For centuries the oak has been a symbol of ruggedness and endurance — and deservedly so. One could look far without finding better demonstrations of these qualities, or more impressive examples of powerful tree structure of the uncompromising type, than our own native Black and Red Oaks, to cite only two species. However, somewhere in the ancestry of the White Oak there must have been an impish fellow who decided he’d show posterity how to be graceful and beautifully built as well as strong, for here is a tree that breaks a family tradition by branching so low and freely that, many times, it is broader than it is tall.
More than this, the White Oak’s main limbs are surprisingly long, with a sense of setting out to go somewhere — and succeeding. There are few more eye satisfying trees in the whole winter landscape, or worthier of study as proof that it’s the framework that counts, after all.
The American Elm tree, in its typical vase form, achieves grace and majesty by quite different means. There is something singularly deliberate and assured about its beauty, especially in winter. An Elm has no use for angles or erratic changes of direction. Like its parents and grandparents through untold generations, it was born an aristocrat. It is as sure of its social position, that is certain.
As you might expect, it is exceptionally detailed in its perfection. The main branches, as they ascend and spread outward, gain slenderness so faultlessly that one is put to it to say where the change begins. To the tips of the last drooping twigs, where in May the Baltimore Orioles swing their intricately woven nests, the flowing lines move without a single cross current.
Yet, there are other “detailed trees” — like the Birches, for example, and the Sycamore, and the Pepperidge. However, in the elm, the effect is produced without the slightest sense of effort. No wonder New England states are proud of her!
So this time of the year has me thinking thus far about the structure of trees as a basis for their beauty — perhaps “a major portion of it” would be putting it better. However, there is another important factor which for obvious reasons appears primarily in the leafless season, and that is the colors which are found in their bark — not merely of one species as compared with another, but often in different parts of the same tree.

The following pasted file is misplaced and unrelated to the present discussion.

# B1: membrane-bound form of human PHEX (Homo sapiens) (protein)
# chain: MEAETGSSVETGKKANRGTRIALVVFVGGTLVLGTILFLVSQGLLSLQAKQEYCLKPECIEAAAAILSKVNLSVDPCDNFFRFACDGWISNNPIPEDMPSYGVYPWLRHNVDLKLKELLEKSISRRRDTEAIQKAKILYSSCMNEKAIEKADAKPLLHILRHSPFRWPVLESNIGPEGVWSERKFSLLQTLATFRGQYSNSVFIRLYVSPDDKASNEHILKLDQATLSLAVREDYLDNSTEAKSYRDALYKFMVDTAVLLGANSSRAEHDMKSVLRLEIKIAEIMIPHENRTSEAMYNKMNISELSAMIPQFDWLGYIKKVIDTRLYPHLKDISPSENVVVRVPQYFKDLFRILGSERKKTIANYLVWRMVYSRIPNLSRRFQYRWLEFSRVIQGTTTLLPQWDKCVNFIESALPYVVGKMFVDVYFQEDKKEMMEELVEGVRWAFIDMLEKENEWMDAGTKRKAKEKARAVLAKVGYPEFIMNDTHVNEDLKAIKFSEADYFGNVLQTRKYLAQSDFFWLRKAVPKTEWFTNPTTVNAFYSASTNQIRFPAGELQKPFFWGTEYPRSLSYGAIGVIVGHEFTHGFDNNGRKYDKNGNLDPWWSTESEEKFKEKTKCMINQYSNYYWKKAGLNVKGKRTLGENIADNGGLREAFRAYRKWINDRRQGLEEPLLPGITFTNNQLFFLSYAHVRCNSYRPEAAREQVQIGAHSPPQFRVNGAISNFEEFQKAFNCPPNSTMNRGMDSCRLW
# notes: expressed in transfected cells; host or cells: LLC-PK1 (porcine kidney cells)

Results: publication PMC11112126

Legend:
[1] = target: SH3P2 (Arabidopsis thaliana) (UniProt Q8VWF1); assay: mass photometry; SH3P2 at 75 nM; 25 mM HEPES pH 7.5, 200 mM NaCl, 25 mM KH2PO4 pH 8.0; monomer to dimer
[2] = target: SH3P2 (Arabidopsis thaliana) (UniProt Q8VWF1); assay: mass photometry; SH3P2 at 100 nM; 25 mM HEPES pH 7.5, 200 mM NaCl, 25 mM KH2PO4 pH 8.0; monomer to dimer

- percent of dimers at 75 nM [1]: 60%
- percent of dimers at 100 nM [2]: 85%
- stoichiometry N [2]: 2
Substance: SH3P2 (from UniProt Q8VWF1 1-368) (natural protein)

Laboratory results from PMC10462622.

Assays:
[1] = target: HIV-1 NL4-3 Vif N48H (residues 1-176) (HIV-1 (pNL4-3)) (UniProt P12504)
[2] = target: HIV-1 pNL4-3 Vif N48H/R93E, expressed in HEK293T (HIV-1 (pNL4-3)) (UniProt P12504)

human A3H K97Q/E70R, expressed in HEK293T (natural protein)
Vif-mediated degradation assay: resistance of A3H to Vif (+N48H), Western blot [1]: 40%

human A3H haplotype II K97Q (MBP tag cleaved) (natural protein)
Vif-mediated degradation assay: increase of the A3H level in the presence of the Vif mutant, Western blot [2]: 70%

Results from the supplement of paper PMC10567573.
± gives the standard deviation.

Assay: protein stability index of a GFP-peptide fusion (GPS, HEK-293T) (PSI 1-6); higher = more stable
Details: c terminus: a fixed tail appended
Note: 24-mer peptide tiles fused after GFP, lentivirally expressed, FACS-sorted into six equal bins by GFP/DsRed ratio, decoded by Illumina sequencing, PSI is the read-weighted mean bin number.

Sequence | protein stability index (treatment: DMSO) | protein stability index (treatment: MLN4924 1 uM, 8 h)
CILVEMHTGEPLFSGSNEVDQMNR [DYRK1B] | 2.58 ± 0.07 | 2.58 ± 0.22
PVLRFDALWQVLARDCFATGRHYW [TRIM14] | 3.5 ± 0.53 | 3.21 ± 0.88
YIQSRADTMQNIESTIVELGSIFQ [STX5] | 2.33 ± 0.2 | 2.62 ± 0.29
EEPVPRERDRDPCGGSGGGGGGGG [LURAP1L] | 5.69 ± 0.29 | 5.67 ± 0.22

If someone were to ask you to name instantly the color of tree bark, the changes are you’d say “gray” or maybe “brown.” Well, as a generality the first of those answers would come pretty close to the mark, and the second not so close. But what about the almost snowy trunk bark and faintly reddish terminal twigs of a large Gray Birch, or the oddly blotched bole and large branches of a Sycamore, or the greenish bark of young Sassafras growth, or the definite yellow of some of the Willows?
Certainly too, there is no hint of brown in the marvelous tracery of silvery which an old American Beech flings across the blue of a winter sky. Anyone who has seen any wooded hillside in Vermont of New Hampshire stands ready to demonstrate, from November to May, that the Canoe Birch is almost startlingly white.
The full story of a tree effects in winter is a long one and amazingly varied. I have only touched on a few of its highlights, simply because it’s all waiting for — you — to discover. Who wants to read a book if everything in it is known beforehand? After all, first-hand discovery is the most fascinating adventure to be found — in the patterns found in trees. So perhaps, I’ve given you a challenge — take the time to discover what patterns your trees might have in store for you.
If You’d Like To Know More!